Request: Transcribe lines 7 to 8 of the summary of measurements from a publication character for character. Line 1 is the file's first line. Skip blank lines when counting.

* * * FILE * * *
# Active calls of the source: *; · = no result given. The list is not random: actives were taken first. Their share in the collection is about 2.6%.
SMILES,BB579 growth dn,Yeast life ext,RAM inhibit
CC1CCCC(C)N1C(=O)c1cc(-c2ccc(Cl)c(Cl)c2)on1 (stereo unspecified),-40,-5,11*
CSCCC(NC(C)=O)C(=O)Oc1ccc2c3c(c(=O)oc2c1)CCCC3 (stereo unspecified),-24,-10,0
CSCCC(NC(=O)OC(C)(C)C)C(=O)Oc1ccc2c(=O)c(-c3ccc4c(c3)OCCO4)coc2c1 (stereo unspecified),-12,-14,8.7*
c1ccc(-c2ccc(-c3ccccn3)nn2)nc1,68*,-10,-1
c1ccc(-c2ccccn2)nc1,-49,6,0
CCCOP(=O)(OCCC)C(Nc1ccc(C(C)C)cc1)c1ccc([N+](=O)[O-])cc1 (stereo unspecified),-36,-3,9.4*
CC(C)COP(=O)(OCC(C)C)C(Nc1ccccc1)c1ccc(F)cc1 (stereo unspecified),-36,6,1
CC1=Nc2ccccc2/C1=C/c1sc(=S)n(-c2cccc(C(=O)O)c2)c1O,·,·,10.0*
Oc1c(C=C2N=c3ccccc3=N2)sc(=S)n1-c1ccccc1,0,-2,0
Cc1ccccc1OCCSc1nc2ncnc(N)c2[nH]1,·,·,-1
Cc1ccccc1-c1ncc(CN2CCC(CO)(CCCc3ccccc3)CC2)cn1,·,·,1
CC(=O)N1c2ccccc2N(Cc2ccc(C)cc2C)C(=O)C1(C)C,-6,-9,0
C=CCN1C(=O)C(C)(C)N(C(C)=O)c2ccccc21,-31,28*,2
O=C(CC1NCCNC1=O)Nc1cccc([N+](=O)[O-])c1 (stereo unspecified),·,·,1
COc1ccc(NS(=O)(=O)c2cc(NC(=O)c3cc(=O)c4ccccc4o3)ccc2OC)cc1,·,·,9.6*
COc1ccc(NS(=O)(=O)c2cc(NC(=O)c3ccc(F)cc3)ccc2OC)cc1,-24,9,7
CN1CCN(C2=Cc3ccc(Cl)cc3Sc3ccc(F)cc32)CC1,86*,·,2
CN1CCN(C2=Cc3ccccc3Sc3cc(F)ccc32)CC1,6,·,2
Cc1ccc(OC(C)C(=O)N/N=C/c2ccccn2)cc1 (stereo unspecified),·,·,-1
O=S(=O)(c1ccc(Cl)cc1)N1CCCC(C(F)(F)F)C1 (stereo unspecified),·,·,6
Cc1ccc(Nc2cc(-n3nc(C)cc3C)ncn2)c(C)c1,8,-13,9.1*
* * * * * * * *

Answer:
c1ccc(-c2ccccn2)nc1,-49,6,0
CCCOP(=O)(OCCC)C(Nc1ccc(C(C)C)cc1)c1ccc([N+](=O)[O-])cc1 (stereo unspecified),-36,-3,9.4*